Word to the wise, if you want to stay central when visiting Madrid, book early! On the contrary, do as ourselves and venture out a little. We stayed in Coslada, a interesting municipality with its own identity and strangely youthful population. Away from the tourist eye, it provided early respite before heading into the busy capital. However, it’s also a town where you can’t apologetically bumble your way through the simplest of transactions with broken Spanish and God knows what else. In the local bakery which became our first stop each morning, asking for a coffee with milk wont cut the proverbial (you will end up with 20% coffee, 80% cold milk). We quickly found out that a ‘café con leche’ was the way to go.
A quick ride on the overground brings you into Madrid’s Atocha Railway Station. It had 10 years since I last visited the city, and though it was largely unrecognisable, there was the returning sentiment of one of the most beautiful places I have ever seen. The streets are alive with art and the building awash with culture. The parks, *sigh*, numerous and resplendent, and a telling example of what Manchester is so desperately missing. With each capital city visited, it is becoming increasingly obvious to me that magnificent public squares and parks are mere manifestations of past oligarchs and monarchs. The famous ‘Parque del Retiro’ is a perfect example of this, only becoming publicly owned in the 19th century, after it began to fall into disrepair.
Japan solved its demand for residential space in constricted areas by building upwards rather than outwards. Perhaps Manchester can adopt this approach to combat its lack of green space. The ‘vertical garden‘, created by Patrick Blanc, serves as a permanent art installation, tourism spectacle and free shower when the intermittent irrigation system kicks in (a feature which would be unrequired in my hometown). Above all else, it adds an extra dimension to an otherwise uninspiring facade, a former power station nonetheless.
If travelling to a place where you can’t speak a word of the lingo is bad enough, imagine doing it in the aftermath of a Brexit vote and Leicester City away fixture. Here’s two fingers to your union. You can stick your fucking churros up your arse. Gibraltar is ours, etc. Needless to say it was a tough act to follow, but I think we succeeded in our attempt to keep up with the Jones’s.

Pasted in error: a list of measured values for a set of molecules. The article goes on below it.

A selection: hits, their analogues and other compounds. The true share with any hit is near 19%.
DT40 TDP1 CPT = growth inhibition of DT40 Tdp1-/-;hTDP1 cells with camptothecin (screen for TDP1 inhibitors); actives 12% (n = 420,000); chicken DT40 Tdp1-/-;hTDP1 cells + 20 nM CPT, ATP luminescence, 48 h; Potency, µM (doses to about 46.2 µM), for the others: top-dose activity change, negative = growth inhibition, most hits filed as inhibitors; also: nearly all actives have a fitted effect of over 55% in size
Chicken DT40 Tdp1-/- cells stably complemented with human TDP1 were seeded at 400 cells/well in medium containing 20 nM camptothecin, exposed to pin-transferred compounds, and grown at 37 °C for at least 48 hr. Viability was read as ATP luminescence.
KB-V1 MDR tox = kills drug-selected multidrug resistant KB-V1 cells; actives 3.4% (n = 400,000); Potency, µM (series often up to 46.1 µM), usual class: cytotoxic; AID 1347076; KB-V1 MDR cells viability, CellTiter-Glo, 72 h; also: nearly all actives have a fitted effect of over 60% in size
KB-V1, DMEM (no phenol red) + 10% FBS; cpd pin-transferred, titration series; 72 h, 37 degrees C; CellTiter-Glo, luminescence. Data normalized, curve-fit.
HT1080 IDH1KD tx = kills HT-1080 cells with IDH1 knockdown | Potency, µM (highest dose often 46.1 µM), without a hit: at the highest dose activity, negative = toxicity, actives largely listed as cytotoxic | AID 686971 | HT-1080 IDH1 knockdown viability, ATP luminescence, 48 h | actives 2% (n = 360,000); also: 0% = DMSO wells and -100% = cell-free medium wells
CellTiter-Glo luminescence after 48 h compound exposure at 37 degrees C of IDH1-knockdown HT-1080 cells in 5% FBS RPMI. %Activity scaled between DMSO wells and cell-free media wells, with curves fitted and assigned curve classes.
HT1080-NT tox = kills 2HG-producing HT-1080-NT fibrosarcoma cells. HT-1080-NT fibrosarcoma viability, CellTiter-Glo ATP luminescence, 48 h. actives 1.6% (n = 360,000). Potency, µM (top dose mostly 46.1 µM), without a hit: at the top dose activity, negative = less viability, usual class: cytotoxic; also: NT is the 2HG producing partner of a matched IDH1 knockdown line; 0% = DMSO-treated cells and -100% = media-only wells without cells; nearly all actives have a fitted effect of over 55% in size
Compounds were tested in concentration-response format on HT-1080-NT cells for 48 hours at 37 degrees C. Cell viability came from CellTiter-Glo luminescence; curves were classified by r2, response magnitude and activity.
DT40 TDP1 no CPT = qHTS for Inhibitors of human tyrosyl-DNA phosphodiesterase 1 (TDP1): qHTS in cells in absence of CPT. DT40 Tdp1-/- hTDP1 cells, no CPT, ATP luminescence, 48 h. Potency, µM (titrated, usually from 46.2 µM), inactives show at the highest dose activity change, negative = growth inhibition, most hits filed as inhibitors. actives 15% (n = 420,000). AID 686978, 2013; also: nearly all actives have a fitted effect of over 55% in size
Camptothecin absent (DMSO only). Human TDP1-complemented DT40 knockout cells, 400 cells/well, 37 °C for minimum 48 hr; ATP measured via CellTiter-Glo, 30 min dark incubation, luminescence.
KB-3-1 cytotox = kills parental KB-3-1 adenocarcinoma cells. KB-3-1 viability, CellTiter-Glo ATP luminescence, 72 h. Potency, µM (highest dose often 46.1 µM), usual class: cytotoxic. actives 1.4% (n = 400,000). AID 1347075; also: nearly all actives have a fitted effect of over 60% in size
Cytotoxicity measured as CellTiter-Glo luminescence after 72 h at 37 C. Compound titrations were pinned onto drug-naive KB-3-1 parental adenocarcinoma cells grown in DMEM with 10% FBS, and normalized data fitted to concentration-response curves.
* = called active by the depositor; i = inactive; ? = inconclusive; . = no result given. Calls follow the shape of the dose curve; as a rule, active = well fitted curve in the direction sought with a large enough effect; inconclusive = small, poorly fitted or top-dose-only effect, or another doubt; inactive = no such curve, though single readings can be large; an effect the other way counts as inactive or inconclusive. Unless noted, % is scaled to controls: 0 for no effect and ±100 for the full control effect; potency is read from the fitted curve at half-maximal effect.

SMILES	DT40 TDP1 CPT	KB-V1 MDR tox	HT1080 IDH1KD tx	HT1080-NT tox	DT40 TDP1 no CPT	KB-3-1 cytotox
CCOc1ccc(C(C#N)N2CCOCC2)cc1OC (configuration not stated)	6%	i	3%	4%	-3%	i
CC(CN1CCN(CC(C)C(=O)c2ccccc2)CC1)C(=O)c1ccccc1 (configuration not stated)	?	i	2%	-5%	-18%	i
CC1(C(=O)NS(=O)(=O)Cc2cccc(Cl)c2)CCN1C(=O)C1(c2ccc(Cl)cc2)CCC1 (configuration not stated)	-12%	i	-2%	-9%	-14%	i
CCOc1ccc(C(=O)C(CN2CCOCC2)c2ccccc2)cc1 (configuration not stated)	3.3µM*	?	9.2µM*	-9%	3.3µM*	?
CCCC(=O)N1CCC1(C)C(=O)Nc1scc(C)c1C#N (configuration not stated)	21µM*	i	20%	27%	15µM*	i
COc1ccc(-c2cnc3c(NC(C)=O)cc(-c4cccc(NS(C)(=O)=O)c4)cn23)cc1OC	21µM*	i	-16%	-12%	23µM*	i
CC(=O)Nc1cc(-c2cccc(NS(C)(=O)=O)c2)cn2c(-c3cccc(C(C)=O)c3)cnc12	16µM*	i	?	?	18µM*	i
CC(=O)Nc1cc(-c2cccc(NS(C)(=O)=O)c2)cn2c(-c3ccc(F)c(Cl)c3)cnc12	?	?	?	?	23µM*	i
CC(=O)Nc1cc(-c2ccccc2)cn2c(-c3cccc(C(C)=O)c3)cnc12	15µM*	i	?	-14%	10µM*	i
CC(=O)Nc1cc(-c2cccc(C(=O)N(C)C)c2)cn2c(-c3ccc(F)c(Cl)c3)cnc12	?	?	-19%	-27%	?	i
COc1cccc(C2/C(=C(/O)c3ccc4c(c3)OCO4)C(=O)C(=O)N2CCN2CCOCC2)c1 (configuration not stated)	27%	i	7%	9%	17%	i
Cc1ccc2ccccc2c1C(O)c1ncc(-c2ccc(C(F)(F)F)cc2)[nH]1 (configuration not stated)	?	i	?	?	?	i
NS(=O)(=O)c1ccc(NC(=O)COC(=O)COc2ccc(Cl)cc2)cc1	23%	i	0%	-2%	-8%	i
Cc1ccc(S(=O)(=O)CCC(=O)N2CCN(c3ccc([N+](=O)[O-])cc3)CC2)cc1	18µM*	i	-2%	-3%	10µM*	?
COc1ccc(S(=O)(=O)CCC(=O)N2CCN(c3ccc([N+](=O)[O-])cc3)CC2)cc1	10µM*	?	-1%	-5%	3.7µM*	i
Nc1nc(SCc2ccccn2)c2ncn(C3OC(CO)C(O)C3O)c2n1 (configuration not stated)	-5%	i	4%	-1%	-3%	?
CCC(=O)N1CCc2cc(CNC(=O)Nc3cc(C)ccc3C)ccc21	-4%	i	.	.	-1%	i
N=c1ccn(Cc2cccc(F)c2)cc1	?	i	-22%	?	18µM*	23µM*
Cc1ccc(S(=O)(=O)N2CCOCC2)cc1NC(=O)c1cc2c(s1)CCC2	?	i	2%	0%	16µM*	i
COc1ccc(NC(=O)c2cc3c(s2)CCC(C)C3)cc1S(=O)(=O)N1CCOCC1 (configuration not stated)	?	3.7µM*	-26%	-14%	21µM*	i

Here’s a handy survival guide which helped extinguish some of the animosity:
“May I have the bill, please” – “La cuenta, por favor” (invisible cheque scribble gesture not essential but encouraged).
“A pot of olives to share” – “Una olla de aceitunas para compartir”
“Excuse my ignorance, my country is still clutching to a frayed sense of imperialism” – “I didn’t trust the Google translation of this one so decided to leave it out”.
“Which way is the bathroom?” – “Donde esta el inordoro?”
Though I couldn’t get tickets to El Clasico (much to Ali’s disappointment), we were fortunate enough to find ourselves in the city on the same day Real Madrid hosted Barcelona at the Bernabau. Heading to a bar to watch the match with the locals seemed like the mandatory thing to do.
Madrid had a chance to extend their lead at the top of La Liga, in a game which would have all but wrapped up the title, so watching Lionel Messi single-handedly tear them apart in the presence of Real fans was a bittersweet experience. Whether you judge a player’s success on silverware or prodigious performances, it was a prodigious performance then did not result in silverware. Although the result put Barcelona at the top that evening, Madrid went on the win the league a few weeks later, and the GOAT debate rolls on.
Crisis in the Middle East seems to have hit the capital in the same manner as other mainland European cities. The council have made their stance clear, with a giant ‘Refugees Welcome’ banner hanging from City Hall, and a general tolerance towards the influx of street sellers in high-tourist areas. The sellers display their items on large square blankets, with string tied to each corner, meeting in the middle. We marvelled at how quickly they could make a quick exit at the first sign of trouble, turning their wares into a sack with one tug of the string. They moved together in scores over the parks and streets, bringing the extent of the problem to light, but their actions were relatively innocuous and this is not the time for a Giuliani-style clampdown.
After two full days in Madrid we made our way back down to Atocha for the 3 hour train journey to Seville. The Renfe Operadora, Spain’s State-owned rail service (emphasis on state-owned). had all the hallmarks of a Virgin Train first class experience, but cheaper per mile, more spacious and with airline style service. That’s all I have to say about that.